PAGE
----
Nevertheless, civil society groups in Gaza, such as Almezan Center for Human Rights, the Palestinian Independent Commission on Human Rights, and the Palestinian Human Rights Organization Council (an umbrella organization coordinating groups in other parts of the territories with Gaza) document human rights violations and conditions for Palestinians in the Gaza Strip. This material is often used to inform digital activism by Palestinians elsewhere. Activists in Gaza are also engaged in initiatives, such as Jeel al-Tajdeed’s youth forum, to connect with Palestinians in other parts of the country. However, the blockade on Gaza poses unique obstacles and challenges to the efficacy of these actions.
The Unity Intifada
These dynamics have played out in recent protests. Israeli provocations in Jerusalem during Ramadan led to widespread action in Palestinian communities on both sides of the Green Line, which activists named a Unity Intifada. The uprising included protests, civil disobedience, and the large-scale economic strike on May 18.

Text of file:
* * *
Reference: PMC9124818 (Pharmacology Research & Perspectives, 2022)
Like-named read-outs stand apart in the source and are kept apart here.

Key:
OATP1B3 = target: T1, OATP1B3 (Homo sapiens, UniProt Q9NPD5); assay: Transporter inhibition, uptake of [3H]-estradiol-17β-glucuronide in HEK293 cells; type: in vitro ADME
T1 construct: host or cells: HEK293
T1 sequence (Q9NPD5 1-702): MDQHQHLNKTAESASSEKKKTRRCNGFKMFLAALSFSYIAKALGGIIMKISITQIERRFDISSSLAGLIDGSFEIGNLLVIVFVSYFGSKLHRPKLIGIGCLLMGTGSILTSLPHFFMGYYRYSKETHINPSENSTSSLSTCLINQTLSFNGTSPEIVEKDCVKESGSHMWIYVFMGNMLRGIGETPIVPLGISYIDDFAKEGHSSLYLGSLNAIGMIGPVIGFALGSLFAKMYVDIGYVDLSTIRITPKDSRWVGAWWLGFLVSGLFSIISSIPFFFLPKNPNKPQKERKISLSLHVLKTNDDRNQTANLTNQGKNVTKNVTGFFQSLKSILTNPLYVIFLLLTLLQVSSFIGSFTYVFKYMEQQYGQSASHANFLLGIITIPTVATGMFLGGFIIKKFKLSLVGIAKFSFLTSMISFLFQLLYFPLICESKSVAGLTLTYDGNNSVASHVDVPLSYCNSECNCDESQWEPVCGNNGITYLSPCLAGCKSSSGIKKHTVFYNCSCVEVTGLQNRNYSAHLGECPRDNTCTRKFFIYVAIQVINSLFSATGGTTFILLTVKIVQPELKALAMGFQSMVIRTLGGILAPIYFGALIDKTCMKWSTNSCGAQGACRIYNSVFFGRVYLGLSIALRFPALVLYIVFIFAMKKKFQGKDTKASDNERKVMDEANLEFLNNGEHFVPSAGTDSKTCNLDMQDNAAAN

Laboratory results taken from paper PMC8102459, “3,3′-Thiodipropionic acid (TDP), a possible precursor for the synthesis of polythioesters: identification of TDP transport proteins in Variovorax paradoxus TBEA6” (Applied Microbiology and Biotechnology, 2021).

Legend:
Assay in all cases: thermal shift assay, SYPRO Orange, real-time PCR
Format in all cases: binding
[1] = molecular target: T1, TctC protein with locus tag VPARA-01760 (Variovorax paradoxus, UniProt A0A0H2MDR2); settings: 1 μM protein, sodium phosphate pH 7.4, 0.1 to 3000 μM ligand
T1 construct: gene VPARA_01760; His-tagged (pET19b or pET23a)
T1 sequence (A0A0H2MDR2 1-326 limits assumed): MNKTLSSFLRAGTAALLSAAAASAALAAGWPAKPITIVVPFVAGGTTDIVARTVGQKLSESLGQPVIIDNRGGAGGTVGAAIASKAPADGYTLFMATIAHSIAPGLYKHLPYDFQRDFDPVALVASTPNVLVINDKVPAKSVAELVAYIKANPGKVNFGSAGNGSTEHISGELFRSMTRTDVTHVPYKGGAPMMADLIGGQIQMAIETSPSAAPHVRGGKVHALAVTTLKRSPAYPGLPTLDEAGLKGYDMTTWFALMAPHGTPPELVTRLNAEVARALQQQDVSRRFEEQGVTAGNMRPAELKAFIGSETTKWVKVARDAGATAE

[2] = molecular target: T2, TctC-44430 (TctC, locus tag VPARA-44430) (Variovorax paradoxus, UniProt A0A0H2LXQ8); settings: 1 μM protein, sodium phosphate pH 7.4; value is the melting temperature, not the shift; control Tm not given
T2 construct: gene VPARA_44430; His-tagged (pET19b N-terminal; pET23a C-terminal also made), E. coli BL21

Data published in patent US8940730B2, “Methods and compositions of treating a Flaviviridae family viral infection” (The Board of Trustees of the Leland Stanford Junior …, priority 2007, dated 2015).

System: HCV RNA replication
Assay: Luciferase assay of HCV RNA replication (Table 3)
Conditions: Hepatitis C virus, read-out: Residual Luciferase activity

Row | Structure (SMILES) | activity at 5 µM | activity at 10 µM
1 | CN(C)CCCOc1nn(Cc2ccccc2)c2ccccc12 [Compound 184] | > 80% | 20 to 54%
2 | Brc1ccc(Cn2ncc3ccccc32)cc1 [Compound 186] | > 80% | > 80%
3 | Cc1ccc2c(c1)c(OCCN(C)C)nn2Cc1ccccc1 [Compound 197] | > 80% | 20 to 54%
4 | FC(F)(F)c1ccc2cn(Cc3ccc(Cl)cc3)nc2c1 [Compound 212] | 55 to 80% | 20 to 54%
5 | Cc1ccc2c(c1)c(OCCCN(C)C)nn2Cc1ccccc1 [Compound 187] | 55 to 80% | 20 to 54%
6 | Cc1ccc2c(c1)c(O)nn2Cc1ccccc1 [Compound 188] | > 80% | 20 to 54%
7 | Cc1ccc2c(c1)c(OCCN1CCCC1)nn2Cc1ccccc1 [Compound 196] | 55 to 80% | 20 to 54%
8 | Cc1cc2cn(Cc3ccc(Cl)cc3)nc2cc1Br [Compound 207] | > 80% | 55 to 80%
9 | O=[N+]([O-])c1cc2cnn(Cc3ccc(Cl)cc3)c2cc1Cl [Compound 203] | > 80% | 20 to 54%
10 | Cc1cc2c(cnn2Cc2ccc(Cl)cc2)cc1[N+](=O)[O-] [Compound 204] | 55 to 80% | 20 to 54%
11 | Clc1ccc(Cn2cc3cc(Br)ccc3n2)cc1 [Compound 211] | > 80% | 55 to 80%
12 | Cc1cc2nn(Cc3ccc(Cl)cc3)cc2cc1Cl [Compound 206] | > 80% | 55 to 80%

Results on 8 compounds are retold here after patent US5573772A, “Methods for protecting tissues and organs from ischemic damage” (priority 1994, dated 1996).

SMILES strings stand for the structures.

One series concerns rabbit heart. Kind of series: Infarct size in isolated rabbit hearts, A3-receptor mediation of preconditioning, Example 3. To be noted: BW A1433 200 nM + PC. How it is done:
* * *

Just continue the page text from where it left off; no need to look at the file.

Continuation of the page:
Hamas’ decision to launch rockets and Israel’s airstrikes against the besieged Gaza strip accelerated these protests. Official Israeli institutions such as the police as well as unofficial armed groups responded with reprisals against Palestinians. These reprisals have included mass arrest campaigns, mob violence, and police brutality which resulted in over 20 dead in the West Bank, one dead among Palestinian citizens of Israel, hundreds injured, and thousands under arrest. More than 90% of those arrested were Palestinian, though there is documentation of Israeli participation in lynch mobs and riots. In Gaza, 11 days of Israeli airstrikes killed 242 civilians, 67 of them children, and displaced over 100,000 people.